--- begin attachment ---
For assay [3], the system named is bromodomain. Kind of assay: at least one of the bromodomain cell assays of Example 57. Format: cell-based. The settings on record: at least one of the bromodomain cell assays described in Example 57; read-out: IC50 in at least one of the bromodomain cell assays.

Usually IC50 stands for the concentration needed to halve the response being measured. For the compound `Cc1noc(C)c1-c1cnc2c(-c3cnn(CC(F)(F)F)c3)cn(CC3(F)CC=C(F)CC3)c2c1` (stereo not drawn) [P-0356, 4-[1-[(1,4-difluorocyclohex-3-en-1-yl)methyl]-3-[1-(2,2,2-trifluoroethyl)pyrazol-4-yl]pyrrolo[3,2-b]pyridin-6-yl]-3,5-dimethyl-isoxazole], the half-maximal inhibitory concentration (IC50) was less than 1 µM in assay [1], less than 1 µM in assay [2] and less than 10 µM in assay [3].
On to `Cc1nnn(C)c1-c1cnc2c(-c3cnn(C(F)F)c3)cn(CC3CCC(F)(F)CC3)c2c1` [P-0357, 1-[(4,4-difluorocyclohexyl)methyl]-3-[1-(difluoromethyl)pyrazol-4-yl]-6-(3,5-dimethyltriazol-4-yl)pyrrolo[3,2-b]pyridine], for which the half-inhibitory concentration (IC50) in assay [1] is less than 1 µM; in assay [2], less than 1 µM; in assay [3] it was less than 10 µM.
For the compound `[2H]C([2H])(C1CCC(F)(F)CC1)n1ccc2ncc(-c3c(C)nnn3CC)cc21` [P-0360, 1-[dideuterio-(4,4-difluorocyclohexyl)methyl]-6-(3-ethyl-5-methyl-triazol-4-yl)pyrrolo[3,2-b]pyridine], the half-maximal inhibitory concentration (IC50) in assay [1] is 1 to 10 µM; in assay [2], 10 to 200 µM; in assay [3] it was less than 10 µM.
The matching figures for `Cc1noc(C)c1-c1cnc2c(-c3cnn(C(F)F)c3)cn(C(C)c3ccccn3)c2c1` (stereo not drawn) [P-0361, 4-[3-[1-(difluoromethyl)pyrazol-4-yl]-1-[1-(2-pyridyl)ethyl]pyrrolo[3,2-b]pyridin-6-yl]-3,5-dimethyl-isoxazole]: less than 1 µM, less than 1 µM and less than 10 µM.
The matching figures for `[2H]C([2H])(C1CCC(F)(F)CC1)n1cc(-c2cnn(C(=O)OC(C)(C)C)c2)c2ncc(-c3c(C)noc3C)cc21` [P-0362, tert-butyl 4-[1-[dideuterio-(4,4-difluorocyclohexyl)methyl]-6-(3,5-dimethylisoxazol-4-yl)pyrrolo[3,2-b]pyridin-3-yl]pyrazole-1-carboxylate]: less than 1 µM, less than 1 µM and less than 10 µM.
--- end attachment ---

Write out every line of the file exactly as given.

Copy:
For assay [3], the system named is bromodomain. Kind of assay: at least one of the bromodomain cell assays of Example 57. Format: cell-based. The settings on record: at least one of the bromodomain cell assays described in Example 57; read-out: IC50 in at least one of the bromodomain cell assays.

Usually IC50 stands for the concentration needed to halve the response being measured. For the compound `Cc1noc(C)c1-c1cnc2c(-c3cnn(CC(F)(F)F)c3)cn(CC3(F)CC=C(F)CC3)c2c1` (stereo not drawn) [P-0356, 4-[1-[(1,4-difluorocyclohex-3-en-1-yl)methyl]-3-[1-(2,2,2-trifluoroethyl)pyrazol-4-yl]pyrrolo[3,2-b]pyridin-6-yl]-3,5-dimethyl-isoxazole], the half-maximal inhibitory concentration (IC50) was less than 1 µM in assay [1], less than 1 µM in assay [2] and less than 10 µM in assay [3].
On to `Cc1nnn(C)c1-c1cnc2c(-c3cnn(C(F)F)c3)cn(CC3CCC(F)(F)CC3)c2c1` [P-0357, 1-[(4,4-difluorocyclohexyl)methyl]-3-[1-(difluoromethyl)pyrazol-4-yl]-6-(3,5-dimethyltriazol-4-yl)pyrrolo[3,2-b]pyridine], for which the half-inhibitory concentration (IC50) in assay [1] is less than 1 µM; in assay [2], less than 1 µM; in assay [3] it was less than 10 µM.
For the compound `[2H]C([2H])(C1CCC(F)(F)CC1)n1ccc2ncc(-c3c(C)nnn3CC)cc21` [P-0360, 1-[dideuterio-(4,4-difluorocyclohexyl)methyl]-6-(3-ethyl-5-methyl-triazol-4-yl)pyrrolo[3,2-b]pyridine], the half-maximal inhibitory concentration (IC50) in assay [1] is 1 to 10 µM; in assay [2], 10 to 200 µM; in assay [3] it was less than 10 µM.
The matching figures for `Cc1noc(C)c1-c1cnc2c(-c3cnn(C(F)F)c3)cn(C(C)c3ccccn3)c2c1` (stereo not drawn) [P-0361, 4-[3-[1-(difluoromethyl)pyrazol-4-yl]-1-[1-(2-pyridyl)ethyl]pyrrolo[3,2-b]pyridin-6-yl]-3,5-dimethyl-isoxazole]: less than 1 µM, less than 1 µM and less than 10 µM.
The matching figures for `[2H]C([2H])(C1CCC(F)(F)CC1)n1cc(-c2cnn(C(=O)OC(C)(C)C)c2)c2ncc(-c3c(C)noc3C)cc21` [P-0362, tert-butyl 4-[1-[dideuterio-(4,4-difluorocyclohexyl)methyl]-6-(3,5-dimethylisoxazol-4-yl)pyrrolo[3,2-b]pyridin-3-yl]pyrazole-1-carboxylate]: less than 1 µM, less than 1 µM and less than 10 µM.